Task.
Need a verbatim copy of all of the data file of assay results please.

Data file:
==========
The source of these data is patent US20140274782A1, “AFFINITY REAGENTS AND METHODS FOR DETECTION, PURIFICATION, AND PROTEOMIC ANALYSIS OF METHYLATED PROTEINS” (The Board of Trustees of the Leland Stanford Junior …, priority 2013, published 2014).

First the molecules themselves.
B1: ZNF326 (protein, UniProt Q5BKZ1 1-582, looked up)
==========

The source of these data is patent US20140274782A1, “AFFINITY REAGENTS AND METHODS FOR DETECTION, PURIFICATION, AND PROTEOMIC ANALYSIS OF METHYLATED PROTEINS” (The Board of Trustees of the Leland Stanford Junior …, priority 2013, published 2014).

First the molecules themselves.
B1: ZNF326 (protein, UniProt Q5BKZ1 1-582, looked up)